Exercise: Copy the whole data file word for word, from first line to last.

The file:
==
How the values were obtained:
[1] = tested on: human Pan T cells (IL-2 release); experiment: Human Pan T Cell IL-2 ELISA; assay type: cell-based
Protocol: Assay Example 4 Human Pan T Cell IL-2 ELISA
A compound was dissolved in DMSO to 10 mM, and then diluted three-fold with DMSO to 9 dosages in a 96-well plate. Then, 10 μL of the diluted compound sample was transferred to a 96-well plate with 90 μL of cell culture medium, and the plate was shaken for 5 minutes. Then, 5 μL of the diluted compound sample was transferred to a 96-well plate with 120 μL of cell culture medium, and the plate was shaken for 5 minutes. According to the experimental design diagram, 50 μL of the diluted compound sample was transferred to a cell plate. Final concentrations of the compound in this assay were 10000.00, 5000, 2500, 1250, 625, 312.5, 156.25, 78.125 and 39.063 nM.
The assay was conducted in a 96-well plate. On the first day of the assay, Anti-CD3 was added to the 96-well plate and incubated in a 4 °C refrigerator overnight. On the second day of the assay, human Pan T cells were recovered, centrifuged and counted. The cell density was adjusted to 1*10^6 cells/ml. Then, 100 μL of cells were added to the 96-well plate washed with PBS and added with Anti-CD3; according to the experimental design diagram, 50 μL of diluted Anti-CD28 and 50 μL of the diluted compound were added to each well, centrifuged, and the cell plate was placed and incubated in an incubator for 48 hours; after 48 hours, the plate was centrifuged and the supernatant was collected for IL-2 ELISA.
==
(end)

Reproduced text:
How the values were obtained:
[1] = tested on: human Pan T cells (IL-2 release); experiment: Human Pan T Cell IL-2 ELISA; assay type: cell-based
Protocol: Assay Example 4 Human Pan T Cell IL-2 ELISA
A compound was dissolved in DMSO to 10 mM, and then diluted three-fold with DMSO to 9 dosages in a 96-well plate. Then, 10 μL of the diluted compound sample was transferred to a 96-well plate with 90 μL of cell culture medium, and the plate was shaken for 5 minutes. Then, 5 μL of the diluted compound sample was transferred to a 96-well plate with 120 μL of cell culture medium, and the plate was shaken for 5 minutes. According to the experimental design diagram, 50 μL of the diluted compound sample was transferred to a cell plate. Final concentrations of the compound in this assay were 10000.00, 5000, 2500, 1250, 625, 312.5, 156.25, 78.125 and 39.063 nM.
The assay was conducted in a 96-well plate. On the first day of the assay, Anti-CD3 was added to the 96-well plate and incubated in a 4 °C refrigerator overnight. On the second day of the assay, human Pan T cells were recovered, centrifuged and counted. The cell density was adjusted to 1*10^6 cells/ml. Then, 100 μL of cells were added to the 96-well plate washed with PBS and added with Anti-CD3; according to the experimental design diagram, 50 μL of diluted Anti-CD28 and 50 μL of the diluted compound were added to each well, centrifuged, and the cell plate was placed and incubated in an incubator for 48 hours; after 48 hours, the plate was centrifuged and the supernatant was collected for IL-2 ELISA.